>General Running>Barefoot Running
I starting to run barefoot. I have run on grass and run on an all weather track. I have seen people run on roads. I would like to run barefoot on roads but there are places where it get rough and gravel is on the road from gravel side roads. Do I have to gradually get used to this? A guy ran next to me in the Sound to Narrows race several years ago. He was running barefoot and was as fast as I was then. I didn't get a chance to asked him how does he do it? So the question is how does a person run barefoot and not hurt every time there is a pebble or a bunch or rocks?
I started running barefoot this summer, and I have always been told not to start on grass, since it is much too forgiving and won't help you acquire a good running form.
I started running on rather smooth asphalt and fine chip&seal, and found out that it's easier to move to rougher chip&seal in the second part of a run, when I feel a bit more relaxed yet.
You might check out the barefoot runners user group on this site (not a very active group), or have a look at the Barefoot Runners Society.
When you are able to run with really 'relaxed' feet, a pebble under your sole won't hurt... (Just take a look at the picture in this blogpost...)
Running in BelgiumAnn
Oh roo roooo!
The Runner's World forums had a pretty active barefoot group over there a while ago (I haven't visited recently). They had some very good info on getting started that was stickied at the top of that forum. You might find some help over there.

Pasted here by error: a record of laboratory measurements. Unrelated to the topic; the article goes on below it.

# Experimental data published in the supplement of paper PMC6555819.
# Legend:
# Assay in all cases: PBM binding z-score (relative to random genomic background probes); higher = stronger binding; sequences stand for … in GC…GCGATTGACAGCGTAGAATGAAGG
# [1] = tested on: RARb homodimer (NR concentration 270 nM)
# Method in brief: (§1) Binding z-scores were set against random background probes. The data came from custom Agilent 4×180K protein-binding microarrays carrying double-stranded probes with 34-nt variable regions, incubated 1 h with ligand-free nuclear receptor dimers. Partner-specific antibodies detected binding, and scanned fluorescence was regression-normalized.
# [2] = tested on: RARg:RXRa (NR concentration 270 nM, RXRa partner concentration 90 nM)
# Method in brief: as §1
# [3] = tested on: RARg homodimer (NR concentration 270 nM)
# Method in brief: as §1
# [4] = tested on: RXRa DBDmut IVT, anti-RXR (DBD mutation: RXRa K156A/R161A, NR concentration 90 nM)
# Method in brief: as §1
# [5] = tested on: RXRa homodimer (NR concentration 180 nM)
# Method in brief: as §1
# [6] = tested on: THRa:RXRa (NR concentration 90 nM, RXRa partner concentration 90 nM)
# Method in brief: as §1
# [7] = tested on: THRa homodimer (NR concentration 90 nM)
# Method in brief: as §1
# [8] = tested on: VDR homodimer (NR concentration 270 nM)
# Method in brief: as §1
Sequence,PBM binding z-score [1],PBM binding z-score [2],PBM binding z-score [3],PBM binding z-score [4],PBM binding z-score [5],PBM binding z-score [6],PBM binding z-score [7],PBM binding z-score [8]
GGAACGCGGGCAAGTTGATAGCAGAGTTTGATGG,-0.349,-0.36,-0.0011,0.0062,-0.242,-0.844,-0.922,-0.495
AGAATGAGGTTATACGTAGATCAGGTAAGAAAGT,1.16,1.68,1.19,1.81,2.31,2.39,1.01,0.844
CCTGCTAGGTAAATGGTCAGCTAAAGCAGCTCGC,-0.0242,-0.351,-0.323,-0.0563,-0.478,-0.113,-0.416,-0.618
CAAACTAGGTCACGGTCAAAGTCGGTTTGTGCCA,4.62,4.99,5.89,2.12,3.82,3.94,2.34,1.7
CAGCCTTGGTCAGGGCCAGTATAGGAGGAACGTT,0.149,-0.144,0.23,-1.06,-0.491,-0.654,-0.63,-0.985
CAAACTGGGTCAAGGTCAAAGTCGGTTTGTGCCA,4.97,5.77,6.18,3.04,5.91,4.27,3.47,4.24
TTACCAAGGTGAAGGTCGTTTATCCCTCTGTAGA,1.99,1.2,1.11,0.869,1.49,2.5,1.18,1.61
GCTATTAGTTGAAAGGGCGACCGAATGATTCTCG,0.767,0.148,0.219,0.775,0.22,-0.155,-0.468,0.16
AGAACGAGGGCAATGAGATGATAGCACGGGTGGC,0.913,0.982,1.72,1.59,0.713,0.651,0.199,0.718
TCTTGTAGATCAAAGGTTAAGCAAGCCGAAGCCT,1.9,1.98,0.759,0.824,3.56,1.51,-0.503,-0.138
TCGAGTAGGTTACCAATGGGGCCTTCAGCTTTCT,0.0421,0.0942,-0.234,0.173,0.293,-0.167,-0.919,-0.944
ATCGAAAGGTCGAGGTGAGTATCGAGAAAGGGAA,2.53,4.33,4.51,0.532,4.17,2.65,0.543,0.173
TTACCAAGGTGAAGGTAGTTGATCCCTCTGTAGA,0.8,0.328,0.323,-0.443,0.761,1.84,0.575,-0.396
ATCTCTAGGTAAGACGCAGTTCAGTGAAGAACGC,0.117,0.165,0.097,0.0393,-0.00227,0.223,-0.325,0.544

Here's the link: http://www.runnersworld.com/community/forums/runner-communities/barefoot-running
Not my usual look
A couple questions: 1. Is it bad for your feet to run barefoot? Since you have no support, and over time, your feet will get rough on the bottom. 2. When saying "Barefoot running" does that mean with absolutely nothing, or can you run with socks on?
>>1. Is it bad for your feet to run barefoot? Since you have no support, and over time, your feet will get rough on the bottom.
It depends. Muscles, joints, and tendons, and running form have to be adjusted to run barefoot successfully. When running properly, the skin on the bottom gets tougher, but not rougher. Not even thicker, necessarily.
>>2. When saying "Barefoot running" does that mean with absolutely nothing, or can you run with socks on?
It depends on whether you are a purist. Some people say that barefoot is barefoot, and socks or other things on your feet are not being barefoot. They can be close, though, running in such is often called "minimalist" running.
Barefoot running is a bit controversial, or maybe a lot controversial. The crux of the argument for BF running is that we humans have been evolving over millennia without fancy running shoes, and have been surviving partly because of our ability to run, both for hunting and fleeing. Presumably, the mechanisms in the ankles and feet are there for a reason, and special, hi-tech shoes to "correct" this, that, and the other shouldn't be necessary, and in fact are doing more harm than good. The argument against BF is that we aren't the hunter-gatherers we once were, we generally haven't been running since early childhood, and we aren't running under the same conditions that our ancestors were.
The recent wave of interest was triggered by the book, Born to Run, by Christopher McDougall. It's an entertaining and inspiring read; I recommend it.
It remains to be seen whether barefoot running is a fad or the wave of the future, but there is a huge increase in barefoot and minimalist running, and the shoe companies are transitioning away from the heavy "motion control" and corrective shoes toward much lighter ones. I personally run most often in Vibrams.
There's a lot of info on the web Wiki, etc. about this. You should also browse the Barefoot Runners group on this site, and the other links in this thread. The most important thing to keep in mind is that you need to make the transition VERY gradually, perhaps over a year.
Well at least someone here is making relevance to the subject.
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